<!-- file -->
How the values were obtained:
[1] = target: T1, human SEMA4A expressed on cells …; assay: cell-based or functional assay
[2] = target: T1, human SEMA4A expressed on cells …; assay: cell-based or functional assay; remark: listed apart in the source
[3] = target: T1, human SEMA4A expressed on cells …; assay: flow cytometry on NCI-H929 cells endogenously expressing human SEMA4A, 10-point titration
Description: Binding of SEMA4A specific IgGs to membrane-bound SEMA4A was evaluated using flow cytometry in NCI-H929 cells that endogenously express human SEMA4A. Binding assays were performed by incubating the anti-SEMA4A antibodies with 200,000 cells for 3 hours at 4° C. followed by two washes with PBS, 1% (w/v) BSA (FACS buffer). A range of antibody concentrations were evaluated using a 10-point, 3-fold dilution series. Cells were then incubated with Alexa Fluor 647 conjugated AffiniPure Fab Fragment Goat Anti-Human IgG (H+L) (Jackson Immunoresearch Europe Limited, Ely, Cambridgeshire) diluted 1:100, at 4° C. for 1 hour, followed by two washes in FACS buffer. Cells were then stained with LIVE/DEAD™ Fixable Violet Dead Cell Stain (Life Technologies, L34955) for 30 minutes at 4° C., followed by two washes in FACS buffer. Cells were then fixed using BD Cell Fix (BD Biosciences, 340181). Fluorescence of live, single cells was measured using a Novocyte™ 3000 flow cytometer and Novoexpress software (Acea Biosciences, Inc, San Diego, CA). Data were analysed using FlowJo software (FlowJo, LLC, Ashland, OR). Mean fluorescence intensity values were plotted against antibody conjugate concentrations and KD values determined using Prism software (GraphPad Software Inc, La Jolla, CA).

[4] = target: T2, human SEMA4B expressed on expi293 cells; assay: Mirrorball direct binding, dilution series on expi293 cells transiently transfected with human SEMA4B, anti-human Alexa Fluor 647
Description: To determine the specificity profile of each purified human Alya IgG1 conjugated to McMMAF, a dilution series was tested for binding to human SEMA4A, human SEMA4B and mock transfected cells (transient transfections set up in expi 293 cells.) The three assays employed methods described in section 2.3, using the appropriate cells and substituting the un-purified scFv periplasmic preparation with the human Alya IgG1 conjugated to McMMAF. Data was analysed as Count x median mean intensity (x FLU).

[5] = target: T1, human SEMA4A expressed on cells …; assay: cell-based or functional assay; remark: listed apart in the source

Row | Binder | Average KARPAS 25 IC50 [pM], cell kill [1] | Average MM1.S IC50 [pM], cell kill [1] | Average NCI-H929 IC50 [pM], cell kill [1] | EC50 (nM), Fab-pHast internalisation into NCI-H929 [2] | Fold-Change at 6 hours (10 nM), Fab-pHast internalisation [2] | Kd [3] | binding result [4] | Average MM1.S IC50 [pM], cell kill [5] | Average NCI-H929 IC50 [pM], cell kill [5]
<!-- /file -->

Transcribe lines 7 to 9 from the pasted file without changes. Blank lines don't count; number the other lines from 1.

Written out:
Description: To determine the specificity profile of each purified human Alya IgG1 conjugated to McMMAF, a dilution series was tested for binding to human SEMA4A, human SEMA4B and mock transfected cells (transient transfections set up in expi 293 cells.) The three assays employed methods described in section 2.3, using the appropriate cells and substituting the un-purified scFv periplasmic preparation with the human Alya IgG1 conjugated to McMMAF. Data was analysed as Count x median mean intensity (x FLU).

[5] = target: T1, human SEMA4A expressed on cells …; assay: cell-based or functional assay; remark: listed apart in the source

Row | Binder | Average KARPAS 25 IC50 [pM], cell kill [1] | Average MM1.S IC50 [pM], cell kill [1] | Average NCI-H929 IC50 [pM], cell kill [1] | EC50 (nM), Fab-pHast internalisation into NCI-H929 [2] | Fold-Change at 6 hours (10 nM), Fab-pHast internalisation [2] | Kd [3] | binding result [4] | Average MM1.S IC50 [pM], cell kill [5] | Average NCI-H929 IC50 [pM], cell kill [5]